Van Allen, James Alfred(redirected from James Van Allen)
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Van Allen, James Alfred,1914–2006, American physicist and space scientist, Mt. Pleasant, Iowa. A graduate (Ph.D 1939) of and professor of physics (1951–85) at what is now the Univ. of Iowa, where he was an influential teacher, Van Allen discovered what are now known as the Van Allen radiation beltsVan Allen radiation belts,
belts of radiation outside the earth's atmosphere, extending from c.400 to c.40,000 mi (c.650–c.65,000 km) above the earth. The existence of two belts, sometimes considered as a single belt of varying intensity, was confirmed from information
..... Click the link for more information. , regions of intense radiation surrounding the earth in space. The belts were first identified by instruments Van Allen prepared that were launched in U.S. Explorer and Pioneer satellites (1958).
During his long, productive career, Van Allen helped develop (1940–42) a proximity fuse for antiaircraft ammunition and subsequently served as a naval gunnery officer in World War II. After the war, he conducted high-altitude research using rockets and balloons, and discovered (1953) the electrons associated with the aurora borealisaurora borealis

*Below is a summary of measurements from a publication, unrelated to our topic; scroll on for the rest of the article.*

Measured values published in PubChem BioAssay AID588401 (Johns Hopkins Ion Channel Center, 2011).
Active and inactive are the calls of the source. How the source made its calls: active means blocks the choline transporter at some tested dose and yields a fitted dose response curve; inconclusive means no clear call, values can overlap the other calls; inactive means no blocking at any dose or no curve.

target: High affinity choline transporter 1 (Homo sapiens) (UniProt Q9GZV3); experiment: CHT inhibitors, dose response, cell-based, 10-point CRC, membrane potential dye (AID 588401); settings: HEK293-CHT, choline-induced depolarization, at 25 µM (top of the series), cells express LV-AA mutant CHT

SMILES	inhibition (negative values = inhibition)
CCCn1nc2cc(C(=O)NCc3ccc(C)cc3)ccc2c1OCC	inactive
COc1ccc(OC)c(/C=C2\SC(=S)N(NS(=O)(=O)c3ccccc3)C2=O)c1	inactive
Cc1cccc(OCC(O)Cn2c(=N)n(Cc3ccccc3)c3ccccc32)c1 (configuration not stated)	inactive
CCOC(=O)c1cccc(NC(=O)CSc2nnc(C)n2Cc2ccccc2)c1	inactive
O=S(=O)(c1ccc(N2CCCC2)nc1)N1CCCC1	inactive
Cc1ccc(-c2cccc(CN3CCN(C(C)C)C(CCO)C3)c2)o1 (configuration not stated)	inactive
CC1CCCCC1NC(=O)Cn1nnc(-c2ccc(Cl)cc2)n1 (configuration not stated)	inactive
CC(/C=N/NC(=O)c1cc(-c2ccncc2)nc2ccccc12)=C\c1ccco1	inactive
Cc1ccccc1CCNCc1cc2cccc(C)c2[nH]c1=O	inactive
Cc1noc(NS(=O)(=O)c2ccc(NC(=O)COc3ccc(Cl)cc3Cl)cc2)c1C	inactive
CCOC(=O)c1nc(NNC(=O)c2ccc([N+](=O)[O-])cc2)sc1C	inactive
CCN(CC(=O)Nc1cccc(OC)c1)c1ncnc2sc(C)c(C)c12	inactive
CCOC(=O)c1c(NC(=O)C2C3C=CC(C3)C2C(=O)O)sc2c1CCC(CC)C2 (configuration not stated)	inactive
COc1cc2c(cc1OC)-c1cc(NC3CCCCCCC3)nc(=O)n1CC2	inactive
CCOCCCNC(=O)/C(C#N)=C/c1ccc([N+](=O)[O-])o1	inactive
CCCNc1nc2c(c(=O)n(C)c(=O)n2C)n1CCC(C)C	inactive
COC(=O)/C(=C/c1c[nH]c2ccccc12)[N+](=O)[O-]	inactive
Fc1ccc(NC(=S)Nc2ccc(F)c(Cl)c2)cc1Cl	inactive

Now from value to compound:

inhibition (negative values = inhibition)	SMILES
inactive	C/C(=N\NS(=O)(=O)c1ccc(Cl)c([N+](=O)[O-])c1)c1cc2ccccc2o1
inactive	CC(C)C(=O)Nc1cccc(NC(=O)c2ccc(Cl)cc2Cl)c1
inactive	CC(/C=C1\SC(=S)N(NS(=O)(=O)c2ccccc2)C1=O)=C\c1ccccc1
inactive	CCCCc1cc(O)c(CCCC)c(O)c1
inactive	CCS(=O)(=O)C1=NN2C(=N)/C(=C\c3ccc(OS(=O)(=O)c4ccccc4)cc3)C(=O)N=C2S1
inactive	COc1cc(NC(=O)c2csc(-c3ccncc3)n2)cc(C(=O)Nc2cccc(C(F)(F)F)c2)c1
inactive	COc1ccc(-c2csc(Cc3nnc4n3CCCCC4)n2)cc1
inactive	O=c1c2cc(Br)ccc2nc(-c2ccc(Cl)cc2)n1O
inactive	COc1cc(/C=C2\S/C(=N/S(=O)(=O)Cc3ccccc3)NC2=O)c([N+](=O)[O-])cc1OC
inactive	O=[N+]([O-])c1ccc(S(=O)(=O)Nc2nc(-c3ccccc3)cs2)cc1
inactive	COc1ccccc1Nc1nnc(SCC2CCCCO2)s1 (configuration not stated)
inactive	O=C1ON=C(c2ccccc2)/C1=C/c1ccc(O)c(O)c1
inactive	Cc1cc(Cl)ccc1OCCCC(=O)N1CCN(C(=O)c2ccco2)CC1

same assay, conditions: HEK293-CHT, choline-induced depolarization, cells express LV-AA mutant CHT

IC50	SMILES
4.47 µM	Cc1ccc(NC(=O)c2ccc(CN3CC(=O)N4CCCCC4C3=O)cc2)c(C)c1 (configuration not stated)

and aurora australis
, luminous display of various forms and colors seen in the night sky. The aurora borealis of the Northern Hemisphere is often called the northern lights, and the aurora australis of the Southern Hemisphere is known as the southern
..... Click the link for more information. . Van Allen also was prominent among the scientists who proposed (1950) and organized the international scientific research program that became the International Geophysical YearInternational Geophysical Year
(IGY), 18-month period from July, 1957, through Dec., 1958, during a period of maximum sunspot activity, designated for cooperative study of the solar-terrestrial environment by the scientists of 67 nations.
..... Click the link for more information. (1957–58).
Although he supported the development of the U.S. space exploration efforts that culminated in the Apollo space program and moon landings (1969–72), the relative paucity of scientific data reaped by human spaceflight led him to champion the use of space probes and satellites. He subsequently studied the radiation belts of Jupiter and Saturn using data from Pioneer probes and participated in the Galileo mission to Jupiter.